Art experts disagree over the need to give `Mona Lisa' a facelift


The two Mona Lisas staring out from the front page of the latest issue of Le Journal des Arts sum up the debate raging between art historians, museum curators and restorers. Should the world's most famous painting be freed of the build-up over centuries of yellowed varnish? Or is the risk, however small, of damaging the masterpiece too great?

On the left is the Mona Lisa we know, with her jaundiced face and mysterious smile, against a wallpaper-like backdrop.

On the right is a vibrant, fresh young woman with a delicate pink complexion. Her drab robes now have glints of deep gold. A blue lake stands out in the landscape behind her.

The new Mona Lisa is a computer projection by the Nicola restoration laboratory in Turin, and it shows how Leonardo da Vinci's portrait of Lisa de Noldo Gherardini, wife of the Florentine notable, Francesco de Giocondo, would look if the outer layers of varnish were gently dissolved.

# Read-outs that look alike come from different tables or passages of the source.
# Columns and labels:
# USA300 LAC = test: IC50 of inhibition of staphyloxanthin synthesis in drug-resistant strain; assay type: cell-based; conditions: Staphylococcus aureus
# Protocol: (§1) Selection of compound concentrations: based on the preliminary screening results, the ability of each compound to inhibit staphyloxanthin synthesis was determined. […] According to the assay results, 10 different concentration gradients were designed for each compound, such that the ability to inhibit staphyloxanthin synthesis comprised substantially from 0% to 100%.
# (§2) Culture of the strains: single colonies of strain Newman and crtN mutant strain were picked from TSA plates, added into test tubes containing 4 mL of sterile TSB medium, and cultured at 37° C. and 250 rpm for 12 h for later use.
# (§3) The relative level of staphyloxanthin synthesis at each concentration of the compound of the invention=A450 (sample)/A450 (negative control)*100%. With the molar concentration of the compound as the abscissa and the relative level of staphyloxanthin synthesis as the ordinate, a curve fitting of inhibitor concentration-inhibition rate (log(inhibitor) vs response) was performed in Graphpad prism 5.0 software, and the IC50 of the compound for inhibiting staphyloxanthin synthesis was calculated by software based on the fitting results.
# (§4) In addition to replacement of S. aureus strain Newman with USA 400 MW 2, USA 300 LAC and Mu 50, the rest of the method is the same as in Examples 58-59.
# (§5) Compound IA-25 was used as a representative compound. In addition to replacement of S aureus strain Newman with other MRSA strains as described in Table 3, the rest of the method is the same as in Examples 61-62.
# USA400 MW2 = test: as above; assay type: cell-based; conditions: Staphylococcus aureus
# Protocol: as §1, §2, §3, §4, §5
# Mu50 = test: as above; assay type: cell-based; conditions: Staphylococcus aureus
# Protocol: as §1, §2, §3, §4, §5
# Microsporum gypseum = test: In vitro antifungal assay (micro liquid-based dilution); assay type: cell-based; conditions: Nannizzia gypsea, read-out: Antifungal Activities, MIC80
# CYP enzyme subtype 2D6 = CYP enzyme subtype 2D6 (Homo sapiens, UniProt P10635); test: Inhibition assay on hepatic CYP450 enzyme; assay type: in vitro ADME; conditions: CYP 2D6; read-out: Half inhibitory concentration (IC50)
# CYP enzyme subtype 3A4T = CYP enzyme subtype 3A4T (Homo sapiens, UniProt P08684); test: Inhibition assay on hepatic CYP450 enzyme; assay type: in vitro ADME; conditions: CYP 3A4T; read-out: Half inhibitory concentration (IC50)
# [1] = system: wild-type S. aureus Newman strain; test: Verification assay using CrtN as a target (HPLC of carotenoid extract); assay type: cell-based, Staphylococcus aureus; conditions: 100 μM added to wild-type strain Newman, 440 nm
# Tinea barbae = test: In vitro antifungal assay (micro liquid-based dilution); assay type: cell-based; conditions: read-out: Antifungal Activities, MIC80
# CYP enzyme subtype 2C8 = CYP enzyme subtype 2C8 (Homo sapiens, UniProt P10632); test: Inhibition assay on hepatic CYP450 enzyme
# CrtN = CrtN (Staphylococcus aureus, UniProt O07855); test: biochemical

Art historians know what colours the painting should be from a crack in its wooden base and from edges worn down by the frame. "Isn't it the mission of museums to present works in the closest state to that sought after by the artist?" the magazine's editor, Mr Emmanuel Fessy, asks.

The painting was purchased by King Francis I in the second quarter of the 16th century and remained part of the French royal collection thereafter. Because the portrait was so valued, it was regularly varnished for preservation. Old varnish would become cloudy so a new layer was added to restore transparency.

The portrait became shrouded in yellow mist, and by the 19th century art historians were (wrongly) claiming it had been painted in evening light during stormy weather.

Le Journal des Arts interviewed 11 experts worldwide about Mona Lisa. Mr Frederik Duparc, the director of the Mauritshuis museum in The Hague, was the most enthusiastic proponent of restoration.

"If the painting could be cleaned, our generation would have a chance to admire the true Mona Lisa," he said. "The varnish not only discoloured the painting, it altered the balance of shading, which would reappear."

Opponents fear restorers might damage the fragile, translucent glazes which da Vinci applied to the painting. "However it turns out, there'll always be somebody to say the painting is ruined," said Mr Federico Zeri, an art historian. He believes the Mona Lisa has entered our collective imagination as she is so it is better to leave her that way.

Mr Jean-Pierre Cuzin, the curator of the Louvre, which owns the painting, agrees with Mr Zeri. "There can be no question of restoring la Joconde," he says. Instead, the museum is building a new room for her with "perfect" lighting.